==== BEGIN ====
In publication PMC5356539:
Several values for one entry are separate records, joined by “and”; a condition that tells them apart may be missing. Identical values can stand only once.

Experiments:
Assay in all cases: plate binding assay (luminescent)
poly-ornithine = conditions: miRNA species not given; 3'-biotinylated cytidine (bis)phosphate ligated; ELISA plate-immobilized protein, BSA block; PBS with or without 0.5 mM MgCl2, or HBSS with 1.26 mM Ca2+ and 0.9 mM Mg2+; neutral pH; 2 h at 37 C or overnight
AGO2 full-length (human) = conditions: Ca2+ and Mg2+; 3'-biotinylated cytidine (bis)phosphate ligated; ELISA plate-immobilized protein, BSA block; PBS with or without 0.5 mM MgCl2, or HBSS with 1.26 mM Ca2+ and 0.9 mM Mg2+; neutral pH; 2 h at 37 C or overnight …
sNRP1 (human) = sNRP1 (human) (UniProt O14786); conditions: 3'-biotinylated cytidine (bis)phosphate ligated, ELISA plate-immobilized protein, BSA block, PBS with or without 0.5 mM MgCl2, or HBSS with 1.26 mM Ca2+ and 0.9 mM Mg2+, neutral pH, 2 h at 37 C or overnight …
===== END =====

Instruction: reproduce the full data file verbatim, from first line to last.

In publication PMC5356539:
Several values for one entry are separate records, joined by “and”; a condition that tells them apart may be missing. Identical values can stand only once.

Experiments:
Assay in all cases: plate binding assay (luminescent)
poly-ornithine = conditions: miRNA species not given; 3'-biotinylated cytidine (bis)phosphate ligated; ELISA plate-immobilized protein, BSA block; PBS with or without 0.5 mM MgCl2, or HBSS with 1.26 mM Ca2+ and 0.9 mM Mg2+; neutral pH; 2 h at 37 C or overnight
AGO2 full-length (human) = conditions: Ca2+ and Mg2+; 3'-biotinylated cytidine (bis)phosphate ligated; ELISA plate-immobilized protein, BSA block; PBS with or without 0.5 mM MgCl2, or HBSS with 1.26 mM Ca2+ and 0.9 mM Mg2+; neutral pH; 2 h at 37 C or overnight …
sNRP1 (human) = sNRP1 (human) (UniProt O14786); conditions: 3'-biotinylated cytidine (bis)phosphate ligated, ELISA plate-immobilized protein, BSA block, PBS with or without 0.5 mM MgCl2, or HBSS with 1.26 mM Ca2+ and 0.9 mM Mg2+, neutral pH, 2 h at 37 C or overnight …